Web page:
Slipper orchids produce attractive flowers with their characteristic pouch-like lips that resemble a lady’s slipper. Although these plants may be mistakened as pitcher plants by having a pouch, it is a common misconception that slipper orchids are carnivorous. Read this feature article written Lim Xuan Hong, one of Green Culture Singapore’s young orchid growers, where he clarifies this confusion and shares how one can grow these alluring orchids in the tropics. This article is a summary of the talk which he delivered on the same topic on 23 May 09 at HortPark.

URL – http://www.greenculturesg.com/articles/may09/may09_growslipperorchids.pdf

GCS Gathering on 23 May 09

Green Culture Singapore had its first gathering for Year 2009 on May, 23 at Varisty Park Condo’s Function Room. The gathering was a memorable one for many of us. Unlike previous gatherings, this one was initiated by two members, Green Baron and Ah Kee. Read this feature article written by Petunia Lee, one of our very active and talented forum members, where she shares her thoughts and insights.

URL – http://www.greenculturesg.com/articles/may09/may09_gathering.pdf

Green Culture Singapore Feature Articles for March 09

My sincere apologies for delaying the putting up of gardening feature articles on the Green Culture Singapore website. Despite my busy schedule and lack of inspiration for writing, I squeezed my brain for ideas over the weekend and managed to come up with two feature articles. The two articles have been uploaded onto the server and are now available for downloading from the Green Culture Singapore website for reading at one’s leisure.

The first article entitled “A sunflower that likes it wet!” focussed on Helianthus angustifolius which is a perennial that produces flowers continuously throughout its growing season. It can tolerate slightly wetter soil conditions which make it a good candidate for planting in waterlogged areas where the common sunflower cannot be successfully grown. Click on this link to download the article  “A sunflower that likes it wet!”

The second article was written on how to make a vertical garden. I have received a couple of requests to share how I constructed my own version of a vertical garden that was featured in Straits Times Life! a few weeks back. That was the impetus that got me started to pen down the steps that one can follow so that they can also make a similar vertical garden at home.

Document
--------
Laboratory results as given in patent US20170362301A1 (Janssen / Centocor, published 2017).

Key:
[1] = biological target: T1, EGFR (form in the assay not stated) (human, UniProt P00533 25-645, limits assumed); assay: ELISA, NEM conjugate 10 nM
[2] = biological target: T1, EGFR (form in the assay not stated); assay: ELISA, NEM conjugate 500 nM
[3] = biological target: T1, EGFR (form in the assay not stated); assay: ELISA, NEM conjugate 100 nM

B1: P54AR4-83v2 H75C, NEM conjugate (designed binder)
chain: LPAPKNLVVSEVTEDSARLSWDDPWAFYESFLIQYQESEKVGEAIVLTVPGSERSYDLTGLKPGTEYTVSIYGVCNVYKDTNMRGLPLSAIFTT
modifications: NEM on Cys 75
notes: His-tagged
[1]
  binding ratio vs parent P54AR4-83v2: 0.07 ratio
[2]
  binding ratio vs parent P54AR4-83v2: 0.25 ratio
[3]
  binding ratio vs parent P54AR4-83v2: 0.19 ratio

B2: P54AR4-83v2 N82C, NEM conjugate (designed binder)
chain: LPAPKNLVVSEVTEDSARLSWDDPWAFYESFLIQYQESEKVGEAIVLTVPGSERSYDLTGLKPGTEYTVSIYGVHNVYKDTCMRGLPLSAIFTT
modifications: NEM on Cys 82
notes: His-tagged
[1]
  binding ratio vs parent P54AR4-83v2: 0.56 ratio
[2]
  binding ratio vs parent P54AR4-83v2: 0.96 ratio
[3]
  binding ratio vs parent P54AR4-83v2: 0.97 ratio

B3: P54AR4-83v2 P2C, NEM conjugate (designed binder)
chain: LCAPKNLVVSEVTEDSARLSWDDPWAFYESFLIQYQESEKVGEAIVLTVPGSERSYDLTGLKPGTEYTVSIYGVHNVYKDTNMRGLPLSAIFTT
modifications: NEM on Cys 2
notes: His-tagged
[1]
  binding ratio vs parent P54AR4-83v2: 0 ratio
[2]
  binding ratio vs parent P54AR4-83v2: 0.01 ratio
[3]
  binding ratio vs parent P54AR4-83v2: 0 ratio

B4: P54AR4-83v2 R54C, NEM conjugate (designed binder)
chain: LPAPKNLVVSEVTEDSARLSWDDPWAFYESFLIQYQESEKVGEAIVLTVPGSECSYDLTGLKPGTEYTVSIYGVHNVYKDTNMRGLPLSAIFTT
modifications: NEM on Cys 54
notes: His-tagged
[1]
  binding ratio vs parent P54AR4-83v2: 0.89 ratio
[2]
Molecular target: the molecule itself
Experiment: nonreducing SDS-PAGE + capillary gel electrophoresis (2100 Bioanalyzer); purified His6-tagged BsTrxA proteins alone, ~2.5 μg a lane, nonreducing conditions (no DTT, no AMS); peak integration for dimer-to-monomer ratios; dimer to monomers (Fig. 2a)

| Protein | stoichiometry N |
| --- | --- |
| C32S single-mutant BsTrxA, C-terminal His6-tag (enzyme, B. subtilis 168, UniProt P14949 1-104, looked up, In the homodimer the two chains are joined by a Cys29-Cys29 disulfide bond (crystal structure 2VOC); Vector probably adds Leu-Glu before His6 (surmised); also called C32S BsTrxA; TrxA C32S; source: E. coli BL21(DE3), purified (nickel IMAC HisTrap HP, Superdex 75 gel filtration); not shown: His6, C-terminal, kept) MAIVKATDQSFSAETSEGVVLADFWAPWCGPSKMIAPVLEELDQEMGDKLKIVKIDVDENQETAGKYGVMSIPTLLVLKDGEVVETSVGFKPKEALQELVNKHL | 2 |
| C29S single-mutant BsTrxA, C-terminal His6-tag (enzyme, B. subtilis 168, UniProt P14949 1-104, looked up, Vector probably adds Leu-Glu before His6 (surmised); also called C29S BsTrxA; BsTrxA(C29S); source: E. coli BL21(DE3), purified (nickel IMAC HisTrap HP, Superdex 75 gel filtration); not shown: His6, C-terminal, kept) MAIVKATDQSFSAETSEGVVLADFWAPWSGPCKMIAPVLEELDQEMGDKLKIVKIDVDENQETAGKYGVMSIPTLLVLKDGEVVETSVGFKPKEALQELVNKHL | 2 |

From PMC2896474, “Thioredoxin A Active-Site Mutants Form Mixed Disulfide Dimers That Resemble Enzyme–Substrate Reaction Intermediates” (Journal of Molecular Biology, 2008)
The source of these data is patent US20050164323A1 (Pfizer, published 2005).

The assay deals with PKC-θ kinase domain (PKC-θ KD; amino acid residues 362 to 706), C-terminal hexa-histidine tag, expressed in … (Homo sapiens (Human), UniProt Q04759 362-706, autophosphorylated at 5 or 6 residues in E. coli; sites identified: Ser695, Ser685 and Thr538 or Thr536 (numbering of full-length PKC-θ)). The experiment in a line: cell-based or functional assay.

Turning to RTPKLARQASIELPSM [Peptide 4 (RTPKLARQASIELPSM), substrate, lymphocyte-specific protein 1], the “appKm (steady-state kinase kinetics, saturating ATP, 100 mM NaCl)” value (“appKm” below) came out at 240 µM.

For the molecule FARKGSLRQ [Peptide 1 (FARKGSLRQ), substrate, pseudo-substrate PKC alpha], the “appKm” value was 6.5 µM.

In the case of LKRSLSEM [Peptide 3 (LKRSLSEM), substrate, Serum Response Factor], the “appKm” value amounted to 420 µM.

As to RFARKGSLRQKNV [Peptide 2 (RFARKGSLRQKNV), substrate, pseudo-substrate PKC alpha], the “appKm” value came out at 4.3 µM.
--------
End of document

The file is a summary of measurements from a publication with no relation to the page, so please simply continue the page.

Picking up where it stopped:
Note that a vertical garden is perhaps the best way to maximise the limited amount of space for gardening in a high-rise apartment. A vertical garden can also serve to decorate a plain and boring wall at home! Click on this link to download the article  “Vertical Gardening made Easy”.

GCS Feature Articles for Jan 09

This month, I have written two gardening feature articles for members of Green Culture Singapore to read and enjoy. The month of January 2009 is the Lunar New Year period and both articles revolved around this joyous, festive theme.

The first article focussed on the popular houseplant, Zamioculcas zamiifolia, that is also commonly called the “ZZ Plant”.  Unlike most other festive plants that produce showy and colourful flowers, Zamioculcas zamiifolia, is grown more for its elegant growth form and shiny foliage. Read the article below to know how it became a Lunar New Year festive plant and how to propagate it.

The second article is a book review on the work by Peter Valder entitled “The Garden Plants of China”. This book was recommended to me by a fellow Green Culture Singapore member some years back because I was looking around for a good book to learn more about the many Lunar New Year plants.

Click on the URLs below to download the pdf file to read the articles.

Zamioculcas zamiifolia: More than just a Lunar New Year festive plant

Zamioculcas zamiifolia, commonly called the “ZZ Plant” is a popular Lunar New Year festive plant that is also grown as an ornamental, mainly for its attractive glossy foliage. It is evergreen in the tropics and constitutes one of the worthy buys in the category of festive decorative plants because it does not die away and had to be discarded like those that originated from temperate or subtropical climates that are imported prior the festive season. Read this article to learn more about this cast iron indoor plant!

URL – http://www.greenculturesg.com/articles/jan09/jan09_zamioculcas_zamiifolia.pdf

 

Book Review on “The Garden Plants of China”

Want to know more about your Lunar New Year plants? Read the book entitled “The Garden Plants of China” by Peter Valder! It is a colourful and highly informative book that is a must-read for those who want to know more about these festive plants as well as many others that are also grown in Chinese gardens. The information about many of these plants are scanty and scattered and this work is a bold attempt to bring as much as what Valder can gather into one volume. It also enables the interesting knowledge about these plants to be made accessible to non-Chinese readers too.